10/07/2020 | Press release | Distributed by Public on 10/07/2020 08:16
And good afternoon.
I am delighted to be able to join you.
GLOBSEC is a highly respected and influential conference.
Bringing together some of the world's most innovative thinkers to discuss the world's most pressing problems.
And we need fora like GLOBSEC to deepen our understanding of the evolving security challenges we face.
I remember very well, in early 2014, when I was first asked about becoming the Secretary General of NATO.
The world was a very different place.
Since then, Russia has illegally annexed Crimea.
Increased its military presence on our borders.
Tried to interfere in our elections.
And attempted to assassinate political opponents.
We have seen a new level of brutality from ISIS and other terrorist groups.
China has been asserting its economic, diplomatic and military weight.
We have experienced new levels of sophisticated cyber-attacks.
And we have seen how climate change can affect our security as a threat multiplier.
So what is clear is that we need to expect the unexpected.
We must be prepared.
And we must continue to adapt.
So at the NATO Summit in 2019, NATO leaders asked me to make proposals on how we can make our strong Alliance even stronger.
That is what 'NATO 2030' is all about.
To ensure our Alliance remains ready to tackle any threat.
In the next decade and beyond.
To do that, we need to make NATO stronger politically.
Bringing issues that affect our security to the table.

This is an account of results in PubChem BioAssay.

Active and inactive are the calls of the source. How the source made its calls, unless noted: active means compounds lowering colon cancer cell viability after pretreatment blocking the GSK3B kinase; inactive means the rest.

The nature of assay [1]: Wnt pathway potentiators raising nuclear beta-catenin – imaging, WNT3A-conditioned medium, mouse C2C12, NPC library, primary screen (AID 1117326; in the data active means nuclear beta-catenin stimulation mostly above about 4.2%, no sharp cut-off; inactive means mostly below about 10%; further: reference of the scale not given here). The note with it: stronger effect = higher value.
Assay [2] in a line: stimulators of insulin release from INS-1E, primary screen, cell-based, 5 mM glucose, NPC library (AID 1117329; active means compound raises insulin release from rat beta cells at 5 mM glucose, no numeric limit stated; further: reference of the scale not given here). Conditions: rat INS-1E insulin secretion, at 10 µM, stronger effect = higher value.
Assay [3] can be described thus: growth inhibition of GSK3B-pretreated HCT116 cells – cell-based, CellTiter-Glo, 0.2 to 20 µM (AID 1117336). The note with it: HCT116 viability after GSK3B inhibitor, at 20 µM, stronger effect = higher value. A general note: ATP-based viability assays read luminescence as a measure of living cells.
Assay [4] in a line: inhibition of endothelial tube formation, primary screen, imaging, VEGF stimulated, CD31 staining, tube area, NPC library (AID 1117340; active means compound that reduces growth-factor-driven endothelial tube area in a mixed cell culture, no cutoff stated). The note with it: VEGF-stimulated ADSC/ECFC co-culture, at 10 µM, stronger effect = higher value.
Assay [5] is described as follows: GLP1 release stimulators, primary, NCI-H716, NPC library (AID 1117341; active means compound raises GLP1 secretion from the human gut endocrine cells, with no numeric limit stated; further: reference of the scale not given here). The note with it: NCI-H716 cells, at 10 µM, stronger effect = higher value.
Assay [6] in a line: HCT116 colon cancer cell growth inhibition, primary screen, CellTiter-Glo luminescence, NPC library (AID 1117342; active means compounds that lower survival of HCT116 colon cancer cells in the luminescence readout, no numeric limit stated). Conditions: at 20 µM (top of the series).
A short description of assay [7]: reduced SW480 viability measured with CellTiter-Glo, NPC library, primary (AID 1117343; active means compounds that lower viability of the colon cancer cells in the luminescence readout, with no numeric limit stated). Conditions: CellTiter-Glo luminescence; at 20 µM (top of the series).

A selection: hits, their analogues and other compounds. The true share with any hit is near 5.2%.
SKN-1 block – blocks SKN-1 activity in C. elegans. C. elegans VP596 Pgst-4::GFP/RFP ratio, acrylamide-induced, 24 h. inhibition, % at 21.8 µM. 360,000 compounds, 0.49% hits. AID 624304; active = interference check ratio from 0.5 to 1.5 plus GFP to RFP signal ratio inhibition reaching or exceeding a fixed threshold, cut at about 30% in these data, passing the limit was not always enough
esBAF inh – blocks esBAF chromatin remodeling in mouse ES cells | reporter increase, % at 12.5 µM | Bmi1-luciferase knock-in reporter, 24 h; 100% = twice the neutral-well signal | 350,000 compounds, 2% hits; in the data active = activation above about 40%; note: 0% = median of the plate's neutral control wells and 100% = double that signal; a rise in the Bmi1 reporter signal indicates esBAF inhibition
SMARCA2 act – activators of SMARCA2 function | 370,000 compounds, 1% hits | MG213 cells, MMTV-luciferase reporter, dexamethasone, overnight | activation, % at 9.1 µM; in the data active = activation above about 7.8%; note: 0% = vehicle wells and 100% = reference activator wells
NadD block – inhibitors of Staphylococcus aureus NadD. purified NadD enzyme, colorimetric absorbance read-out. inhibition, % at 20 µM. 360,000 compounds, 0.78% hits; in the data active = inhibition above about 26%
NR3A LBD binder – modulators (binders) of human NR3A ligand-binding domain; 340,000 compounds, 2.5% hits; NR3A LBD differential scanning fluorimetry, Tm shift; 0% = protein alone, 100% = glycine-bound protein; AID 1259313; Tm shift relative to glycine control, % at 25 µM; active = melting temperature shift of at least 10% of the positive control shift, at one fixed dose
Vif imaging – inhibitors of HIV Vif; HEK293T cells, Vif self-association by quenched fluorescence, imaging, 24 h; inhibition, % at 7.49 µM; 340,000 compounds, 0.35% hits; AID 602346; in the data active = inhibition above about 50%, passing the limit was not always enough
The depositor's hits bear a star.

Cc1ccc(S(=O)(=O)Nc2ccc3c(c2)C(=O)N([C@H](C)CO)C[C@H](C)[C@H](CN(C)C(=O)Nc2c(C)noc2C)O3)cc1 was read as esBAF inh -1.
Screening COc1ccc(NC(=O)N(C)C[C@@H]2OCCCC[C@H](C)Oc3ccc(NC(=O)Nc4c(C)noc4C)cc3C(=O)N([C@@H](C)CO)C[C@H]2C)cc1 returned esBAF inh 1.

Regardless of how difficult or divisive they may be.
NATO must also be able to take a more global approach.
Responding to global threats by making ourselves stronger at home.
By working with like-minded partners around the world.
And by defending the rules and institutions that have kept us safe and prosperous for so long.
And we must ensure that NATO stays strong militarily.
Because ultimately, our success as an alliance derives from our unity and from the strength of our military forces.
We are building on solid foundations.
Since Russia's illegal annexation of Crimea and the rise of ISIS,
NATO has implemented the biggest reinforcement of our collective defence in a generation.
We have increased the readiness of our forces.
Reinforced our presence in the east of the Alliance.
And strengthened our ability to fight terrorism.
All Allies have increased defence spending.
And while prioritising defence in the middle of a health crisis is not easy,